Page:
PEN Canada statement on cartoons depicting Muhammed

The following is a PEN Canada article published in the 10 February 2006 edition of “The Toronto Star” newspaper (See IFEX.org):

The furor over recent Danish cartoons depicting Muhammed is deeply troubling for many people of good will who passionately support freedom of expression, who are appalled by terrorism, and who are sickened by the conflating of Islamic terrorists with Muslims generally. Thus, the publication of these cartoons has raised important questions about the limits that may be placed on freedom of expression.

The charter of International PEN – a leading human rights association of writers and other strong supporters of free speech – contains two clauses that are worth consideration in this situation. One calls upon PEN members to foster “good understanding and mutual respect among nations . . . to do their utmost to dispel race, class and national hatreds, and to champion the ideal of one humanity living in peace in the world.” The other speaks to PEN’s support for “unhampered transmission of thought” and for a free press; it goes on to say that “since freedom implies voluntary restraint, members pledge themselves to oppose such evils of a free press as mendacious publication, deliberate falsehood and distortion of facts for political and personal ends.”

Most of us in Canada will arrive at our own positions on the Danish cartoons without having seen them, since newspapers here (apart from Le Devoir, which printed one cartoon) have chosen not to publish the cartoons. One cartoon depicts Muhammed wearing a turban shaped as a bomb with a lit fuse; another shows Muhammed warning suicide bombers that paradise has run out of virgins. Defenders of the cartoons have argued that they satirically depict only that version of Islam constructed by terrorists to justify their actions. But this is an argument whose subtleties are easily missed, particularly in our present incendiary context.

That the cartoons would be profoundly offensive should have been understood, as the depiction of Muhammed in any form is regarded as blasphemy by most Muslims, and these are notably inflammatory depictions. Reasonable persons may disagree on whether a line was crossed in the Danish newspaper’s publication of the original cartoons, or in their republication in several other countries; on how heavily the likely consequences should have been weighed; and on whether “voluntary restraint” in this case would have represented capitulation or simple respect for others.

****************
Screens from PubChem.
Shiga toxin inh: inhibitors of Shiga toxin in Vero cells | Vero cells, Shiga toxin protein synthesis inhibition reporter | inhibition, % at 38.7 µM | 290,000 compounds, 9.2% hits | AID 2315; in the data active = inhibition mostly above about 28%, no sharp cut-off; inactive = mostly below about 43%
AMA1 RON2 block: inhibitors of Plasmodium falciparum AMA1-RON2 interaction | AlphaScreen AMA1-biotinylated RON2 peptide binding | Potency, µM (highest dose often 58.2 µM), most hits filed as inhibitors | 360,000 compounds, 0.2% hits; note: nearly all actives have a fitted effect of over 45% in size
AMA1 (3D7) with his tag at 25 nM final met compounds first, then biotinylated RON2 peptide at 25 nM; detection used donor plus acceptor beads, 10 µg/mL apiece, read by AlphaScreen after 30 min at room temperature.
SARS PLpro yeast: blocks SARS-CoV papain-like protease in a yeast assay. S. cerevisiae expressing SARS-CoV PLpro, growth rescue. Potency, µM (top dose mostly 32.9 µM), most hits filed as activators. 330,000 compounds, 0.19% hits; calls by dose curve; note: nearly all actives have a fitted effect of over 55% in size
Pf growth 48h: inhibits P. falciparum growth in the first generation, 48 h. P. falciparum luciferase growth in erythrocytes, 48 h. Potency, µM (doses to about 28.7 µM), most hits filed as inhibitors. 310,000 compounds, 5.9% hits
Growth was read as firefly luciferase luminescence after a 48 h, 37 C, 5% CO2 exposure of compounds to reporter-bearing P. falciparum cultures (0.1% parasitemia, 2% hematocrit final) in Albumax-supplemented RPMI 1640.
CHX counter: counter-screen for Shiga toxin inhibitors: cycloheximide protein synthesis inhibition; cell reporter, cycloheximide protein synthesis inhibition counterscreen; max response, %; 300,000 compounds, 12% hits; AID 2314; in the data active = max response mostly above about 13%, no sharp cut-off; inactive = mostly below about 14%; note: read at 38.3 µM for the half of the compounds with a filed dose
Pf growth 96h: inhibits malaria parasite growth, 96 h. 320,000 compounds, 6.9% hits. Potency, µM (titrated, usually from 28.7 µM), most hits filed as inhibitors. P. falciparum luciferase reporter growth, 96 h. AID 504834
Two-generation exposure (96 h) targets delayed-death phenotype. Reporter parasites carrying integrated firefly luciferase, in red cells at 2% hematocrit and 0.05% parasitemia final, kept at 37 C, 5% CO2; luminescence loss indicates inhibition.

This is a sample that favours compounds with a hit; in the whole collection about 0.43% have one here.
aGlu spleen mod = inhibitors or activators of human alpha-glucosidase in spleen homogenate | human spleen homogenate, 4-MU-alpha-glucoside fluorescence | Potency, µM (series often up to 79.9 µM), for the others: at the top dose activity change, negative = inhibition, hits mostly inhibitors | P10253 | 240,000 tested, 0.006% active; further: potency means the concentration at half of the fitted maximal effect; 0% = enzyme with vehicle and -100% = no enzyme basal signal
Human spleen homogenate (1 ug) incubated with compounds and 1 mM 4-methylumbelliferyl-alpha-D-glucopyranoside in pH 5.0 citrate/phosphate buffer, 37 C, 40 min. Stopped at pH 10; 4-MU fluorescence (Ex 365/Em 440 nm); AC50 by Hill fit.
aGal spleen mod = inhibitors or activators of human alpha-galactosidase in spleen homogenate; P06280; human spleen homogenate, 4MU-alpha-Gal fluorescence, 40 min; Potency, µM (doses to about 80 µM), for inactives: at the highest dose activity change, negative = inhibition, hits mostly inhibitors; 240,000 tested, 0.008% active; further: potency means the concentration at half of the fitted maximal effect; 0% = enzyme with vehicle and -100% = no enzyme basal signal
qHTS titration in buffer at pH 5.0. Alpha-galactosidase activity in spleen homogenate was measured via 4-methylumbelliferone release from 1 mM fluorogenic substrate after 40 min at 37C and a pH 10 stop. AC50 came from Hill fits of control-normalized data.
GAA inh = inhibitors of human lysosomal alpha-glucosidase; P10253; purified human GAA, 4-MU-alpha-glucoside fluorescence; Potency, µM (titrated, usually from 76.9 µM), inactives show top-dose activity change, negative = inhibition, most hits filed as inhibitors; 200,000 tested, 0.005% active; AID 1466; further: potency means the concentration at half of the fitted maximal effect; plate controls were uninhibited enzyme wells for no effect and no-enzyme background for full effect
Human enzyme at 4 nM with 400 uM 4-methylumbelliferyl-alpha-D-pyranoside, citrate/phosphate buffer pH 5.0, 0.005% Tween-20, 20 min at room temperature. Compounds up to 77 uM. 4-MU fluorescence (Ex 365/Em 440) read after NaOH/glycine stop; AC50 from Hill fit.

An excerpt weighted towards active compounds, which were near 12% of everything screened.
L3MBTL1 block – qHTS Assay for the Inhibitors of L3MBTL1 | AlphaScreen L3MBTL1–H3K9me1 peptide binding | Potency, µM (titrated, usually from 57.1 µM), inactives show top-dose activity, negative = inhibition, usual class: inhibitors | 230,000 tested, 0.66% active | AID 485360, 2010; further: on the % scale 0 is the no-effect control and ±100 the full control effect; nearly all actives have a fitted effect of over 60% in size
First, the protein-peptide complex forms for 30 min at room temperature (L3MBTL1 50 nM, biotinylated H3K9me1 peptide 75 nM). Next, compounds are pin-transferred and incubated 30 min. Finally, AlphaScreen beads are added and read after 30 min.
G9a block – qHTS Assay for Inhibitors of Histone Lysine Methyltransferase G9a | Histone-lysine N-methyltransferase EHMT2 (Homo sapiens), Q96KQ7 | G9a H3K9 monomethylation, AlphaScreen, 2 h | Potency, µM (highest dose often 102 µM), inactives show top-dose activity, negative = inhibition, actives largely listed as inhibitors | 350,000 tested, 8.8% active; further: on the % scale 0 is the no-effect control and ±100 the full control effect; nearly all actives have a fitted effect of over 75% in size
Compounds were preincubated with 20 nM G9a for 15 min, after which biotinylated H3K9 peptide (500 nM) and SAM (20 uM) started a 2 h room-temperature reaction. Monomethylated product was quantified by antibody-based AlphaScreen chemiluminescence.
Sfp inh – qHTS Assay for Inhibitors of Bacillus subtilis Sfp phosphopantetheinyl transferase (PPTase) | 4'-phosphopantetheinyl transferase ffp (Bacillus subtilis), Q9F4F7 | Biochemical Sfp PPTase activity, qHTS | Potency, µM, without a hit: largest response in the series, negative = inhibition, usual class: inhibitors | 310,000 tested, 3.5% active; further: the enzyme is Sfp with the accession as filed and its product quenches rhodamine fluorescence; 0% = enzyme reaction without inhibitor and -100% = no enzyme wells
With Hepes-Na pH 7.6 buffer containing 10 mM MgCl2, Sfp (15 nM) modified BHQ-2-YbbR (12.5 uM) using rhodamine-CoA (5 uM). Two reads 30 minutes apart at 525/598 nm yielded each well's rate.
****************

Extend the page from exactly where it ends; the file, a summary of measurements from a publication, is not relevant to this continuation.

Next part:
Political cartoons, both in the West and in the Islamic world, regularly employ broad caricatures and gross exaggeration. They offend individuals and groups with great frequency and, at the same time, make important contributions to political discourse. The normal give-and-take of editors and cartoonists seeks to negotiate this terrain, and sometimes results in calling a halt to the publication of cartoons that are regarded as being in egregiously bad taste, gratuitously insulting, morally reprehensible, or in violation of limits established by law. On other occasions, considerations such as a belief in the merit of the cartoons in question or a desire to strike a blow for freedom of the press will carry the day.

Whatever the intentions of those responsible for the creation and publication of these cartoons may have been, it is clear that great damage has been done. Good people have been badly hurt. Belief that the West is increasingly prepared to countenance disrespect of Islam has been fuelled. It is intensely worrying to see that some of those who defend the cartoons most vociferously under the banner of free speech have engaged in divisive, broadly anti-Muslim rhetoric. And Islamic extremists wanting to accelerate a “clash of civilizations” have taken full advantage of the situation. Other, far more insulting cartoons have been circulated in order to fuel anti-Western sentiment. Death threats have been issued, and embassies have been torched.

PEN Canada deplores violence, and we are united in our strong defence both of the right to free speech and of the responsibilities associated with “voluntary restraint” in the interest of civil society. We are deeply alarmed at the escalation of tensions, and with International PEN call on all sides of the dispute to refrain from taking any action that might inflame tensions further. The situation urgently requires a space for debate on these critical issues in which all may express their views without fear of censorship, imprisonment, or even threat to life.

PEN Canada often defends speech with which many of us strongly disagree. If we did not, the principle of free speech would be meaningless. Healthy debate has been the way of our society, within the bounds of decency and the law. PEN Canada supports the right of a free press to publish these cartoons, but also believes that a wise consideration of the principle of “voluntary restraint” would have led to better decisions. Finally, we urge all Canadians as they enter into dialogue on this matter to support two great principles on which our democracy depends: the right to free speech, and respect for the dignity and beliefs of others. Both must be upheld.

Constance Rooke, President, PEN Canada, (Published in the 10 February 2006 edition of The Toronto Star).

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